What I'm about to list as the best podcast gear currently available... isn't currently on Cyber Monday sale. Maybe you save enough money on other sales to make up for it and sometimes you just decide to eschew sales and invest in top-of-the-line gear instead. But it doesn't matter. Sometimes the best is just the best.
I've been podcasting since 2008. First, right here on what's now the iMore show, then MacBreak Weekly, Debug, Iterate, and the original audio version of Vector. Over the years, I've put together what I think is the absolute best kit for podcasting. Not the cheapest. But the best. Most of it comes from MacBreak Weekly in general and Alex Lindsay in particular. A better live-broadcaster I've never met.
Again, you can start off much more cheaply and simply. You can get a Blue Yeti, plug it right into your Mac over USB, and hit record. Hell, with the new 16-inch MacBook Pro, the 3 microphone array is good enough that you may not even need a separate USB mic. You can just skip straight to the hit record part.
If you want better, though, you'll have to invest in better. That means a proper XLR microphone, a stand or arm for the mic, an XLR cable... and a proper audio interface that'll convert it and send it out over USB to your Mac. That does make things both more expensive and more complicated. But, in this case, you absolutely get what you pay for.
So, when you're ready to take your podcasting to the next level, to use what a ton of broadcast pros use, here's what you're going to want to get.
The best podcasting mic
Mic, shock mount, cable, and broadcast arm bundle
The Heil PR40 is the mic I've been using since I started doing MacBreak Weekly for TWiT lo so many years ago. Because, Leo Laporte. In that time, I've seen a legendary who's who of podcast legends using the exact same mic. Sure, some prefer the Shure SM7b. But for me, nothing beats the Heil Pr40. And this bundle comes with almost everything you'll need to use it. You'll just have to grab the real pop filter separately.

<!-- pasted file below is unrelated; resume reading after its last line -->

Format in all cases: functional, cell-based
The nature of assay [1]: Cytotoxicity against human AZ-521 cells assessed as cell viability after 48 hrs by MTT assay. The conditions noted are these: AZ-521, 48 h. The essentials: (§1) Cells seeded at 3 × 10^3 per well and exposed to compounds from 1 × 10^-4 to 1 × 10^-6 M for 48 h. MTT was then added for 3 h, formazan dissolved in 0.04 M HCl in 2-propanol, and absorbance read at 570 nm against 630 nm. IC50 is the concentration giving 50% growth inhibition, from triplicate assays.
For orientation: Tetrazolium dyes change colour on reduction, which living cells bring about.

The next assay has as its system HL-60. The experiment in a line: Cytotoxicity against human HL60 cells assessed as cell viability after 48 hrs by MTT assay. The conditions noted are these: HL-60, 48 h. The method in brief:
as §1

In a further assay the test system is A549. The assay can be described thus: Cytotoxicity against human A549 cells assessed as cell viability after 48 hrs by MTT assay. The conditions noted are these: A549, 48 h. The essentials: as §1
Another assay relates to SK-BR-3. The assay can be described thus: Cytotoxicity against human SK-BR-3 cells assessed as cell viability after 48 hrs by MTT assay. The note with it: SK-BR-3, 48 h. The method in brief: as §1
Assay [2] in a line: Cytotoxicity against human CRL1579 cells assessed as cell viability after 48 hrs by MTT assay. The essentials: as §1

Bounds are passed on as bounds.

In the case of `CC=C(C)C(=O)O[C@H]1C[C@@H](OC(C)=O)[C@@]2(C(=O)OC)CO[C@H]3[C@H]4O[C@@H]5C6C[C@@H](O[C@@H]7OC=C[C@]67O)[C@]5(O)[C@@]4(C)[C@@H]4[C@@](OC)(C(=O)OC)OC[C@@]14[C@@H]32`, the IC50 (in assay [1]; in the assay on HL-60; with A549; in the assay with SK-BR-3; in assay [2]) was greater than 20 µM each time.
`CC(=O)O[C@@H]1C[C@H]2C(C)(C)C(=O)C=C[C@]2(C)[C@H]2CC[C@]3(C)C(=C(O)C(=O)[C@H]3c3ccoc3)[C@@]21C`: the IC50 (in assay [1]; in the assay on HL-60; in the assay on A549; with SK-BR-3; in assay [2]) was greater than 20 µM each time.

The ultimate interface
Enter XLR... exit USB
Sound Devices USBPre 2 is really overkill and you can certainly get something from Mackie for much, much less. But, I've been using it for years and I've encountered so many other pros that also use it, and it just rock-solid works and, of course, sounds spectacular. If you want on-board recording, you can also check out the likewise excellent Mix Pre3
Plug right in
Living the dongle-free life
The Sound Devices USBPre 2 converts from XLR to USB... A. Worse, the included cable plugs into the USB-B port on the interface. That means, if you don't want to use a USB A to USB C adapter — and I don't — you need to pick up a USB B to USB C cable instead. Luckily, they're super cheap.
With audio gear, the sky is literally the limit. You can spend as much as you want to. For example, I have a completely separate, even more expensive Sennheiser MKH416 shotgun mic XLR mic plugged into my even more expensive Canon C200 cinema camera for my YouTube audio. And I still need to get more sound paneling to cut down on reverb.
It's a journey, not a destination. This is where I am now and what I recommend to anyone who wants the same type of gear as well.
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